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09 Mar

Alumni Features: Vass Bednar

March 9, 2018

SPPG’s series featuring MPP alumni caught up with almuna Vass Bednar, Senior Policy Associate at Airbnb.

Vass Bednar

Vass Bednar (MPP Class of 2010) @VassB is a Senior Policy Associate at Airbnb and chaired the Expert Panel on Youth Employment for the federal government in 2016-2017. She previously served as Associate Director of the Rotman School of Management’s Martin Prosperity Institute, where she worked with urbanist Richard Florida on a range of economic geography projects. A proud millennial wonk, Bednar has also worked as a Senior Advisor at Queen’s Park and has completed the Action Canada and Civic Action DiverseCity fellowships. She opened TEDxToronto (2012) with a talk about How to Make Public Policy More Fun and is also the co-host of Detangled, a pop-culture and public-policy radio show.

How did you come to work at Airbnb?

I was working at the Martin Prosperity Institute (MPI) at the University of Toronto’s Rotman School of Management as the Associate Director of the CITIES program, mostly engaged in neighbourhood-level economic analysis. I spent a lot of time thinking about how cities were changing and what those changes meant for policymakers. On top of that, I had recently become a “host,” casually sharing my condo at Queen & Gladstone while I considered moving in full-time with my partner. While I enjoyed being at the university, I missed the pace of political work and wanted to flex my policy skills in a more applied setting. After spending time considering “business approaches to public policy,” at the MPI, it made sense to transition to the private sector and work on public policy issues related to home sharing. The intersection of technology & policy is a fascinating space to be in.

What is your favourite thing about working at Airbnb?

It’s really a moment in time for the legitimization of the sharing economy. My favourite thing about working at Airbnb is the ability to concurrently work across all three orders of government, across the country. It’s inter-and-intra-jurisdictional and fairly new, and there are lots of learnings to impart from other jurisdictions. On top of that, people are really passionate about data and research projects that can bring user insights to life. Overall, I enjoy the political pace of the work, the people, the self-directedness and collegiality.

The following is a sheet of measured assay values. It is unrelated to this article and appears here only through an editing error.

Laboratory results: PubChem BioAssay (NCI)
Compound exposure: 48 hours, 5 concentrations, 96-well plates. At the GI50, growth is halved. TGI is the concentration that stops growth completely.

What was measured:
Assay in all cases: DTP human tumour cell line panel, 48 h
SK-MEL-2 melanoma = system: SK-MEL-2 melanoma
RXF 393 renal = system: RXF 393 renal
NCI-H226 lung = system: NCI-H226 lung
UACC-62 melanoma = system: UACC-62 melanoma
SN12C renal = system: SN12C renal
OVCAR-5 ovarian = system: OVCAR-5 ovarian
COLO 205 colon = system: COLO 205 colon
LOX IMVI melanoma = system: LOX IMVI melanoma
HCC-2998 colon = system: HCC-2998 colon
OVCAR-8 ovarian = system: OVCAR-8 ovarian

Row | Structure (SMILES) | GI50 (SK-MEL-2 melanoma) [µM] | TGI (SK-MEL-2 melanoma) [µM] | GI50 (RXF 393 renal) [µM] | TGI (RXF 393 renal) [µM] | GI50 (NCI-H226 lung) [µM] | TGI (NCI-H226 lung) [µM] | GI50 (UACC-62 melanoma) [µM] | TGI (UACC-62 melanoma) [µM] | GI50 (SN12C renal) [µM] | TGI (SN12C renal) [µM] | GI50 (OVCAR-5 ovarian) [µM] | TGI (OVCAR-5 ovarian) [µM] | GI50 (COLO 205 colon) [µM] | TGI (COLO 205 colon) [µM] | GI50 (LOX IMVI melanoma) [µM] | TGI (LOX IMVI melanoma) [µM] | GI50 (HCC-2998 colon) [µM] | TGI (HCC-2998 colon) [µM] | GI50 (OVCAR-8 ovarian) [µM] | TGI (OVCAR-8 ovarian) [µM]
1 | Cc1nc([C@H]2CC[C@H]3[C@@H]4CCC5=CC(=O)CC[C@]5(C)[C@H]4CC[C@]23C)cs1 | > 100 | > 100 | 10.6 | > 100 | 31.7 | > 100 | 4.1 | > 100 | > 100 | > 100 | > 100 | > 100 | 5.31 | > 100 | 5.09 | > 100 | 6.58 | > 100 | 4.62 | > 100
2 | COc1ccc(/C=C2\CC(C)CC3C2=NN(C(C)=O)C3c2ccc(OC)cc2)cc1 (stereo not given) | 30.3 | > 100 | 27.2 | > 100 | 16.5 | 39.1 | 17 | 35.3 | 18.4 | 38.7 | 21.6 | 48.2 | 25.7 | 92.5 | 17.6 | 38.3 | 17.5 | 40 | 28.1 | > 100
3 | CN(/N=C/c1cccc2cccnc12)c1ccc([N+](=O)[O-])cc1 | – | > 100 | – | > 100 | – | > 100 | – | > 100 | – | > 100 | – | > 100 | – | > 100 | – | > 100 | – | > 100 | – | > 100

How does your work use and build on the skills that you learned at SPPG?

SPPG takes an integrative approach to policy-making – you can’t view any one policy challenge or opportunity in isolation. Complementing that with numeric skills, a deep appreciation of the policy process, and an awareness of context prepared me to excel in this type of a role. I also make public presentations, chair meetings, and draft reports – three things that being a graduate student can help you rock.

In retrospect, what parts of your experience at SPPG do you think were the most valuable?

The elective at the Statistics Canada Research Data Centre (RDC) that’s at Robart’s library was one of the most impactful electives I took. We constantly joked about how we were going to flunk it because it was so difficult. But completing the course was satisfying and we came out with much more sophisticated statistical skills. I am often designing research projects or data pulls that will help to illuminate part of a policy discussion we are having, and I was able to refine that skill in that course. In my second year at SPPG, I also audited Alison Loat’s course and was in the pilot group for Karim Bardeesy’s course on leadership.

What advice would you give current or prospective students to make the most of their time at SPPG?

I always encourage current students to stretch themselves through electives. They can either affirm your current areas of interest or add another dimension. Make the most of your time in graduate school, it will pass quickly!

I’d also suggest interning in a totally different sector/industry than you think you ultimately want to work in. It’s difficult to get other policy experience, and a luxury to have the time stamp that the internship affords. Collect as many perspectives as you can! You’ll be more empathetic for it.

Ten years after kicking off with math camp, I am still enjoying and benefitting from friendships forged at SPPG – solving policy challenges, sharing information, encouraging and amplifying each other.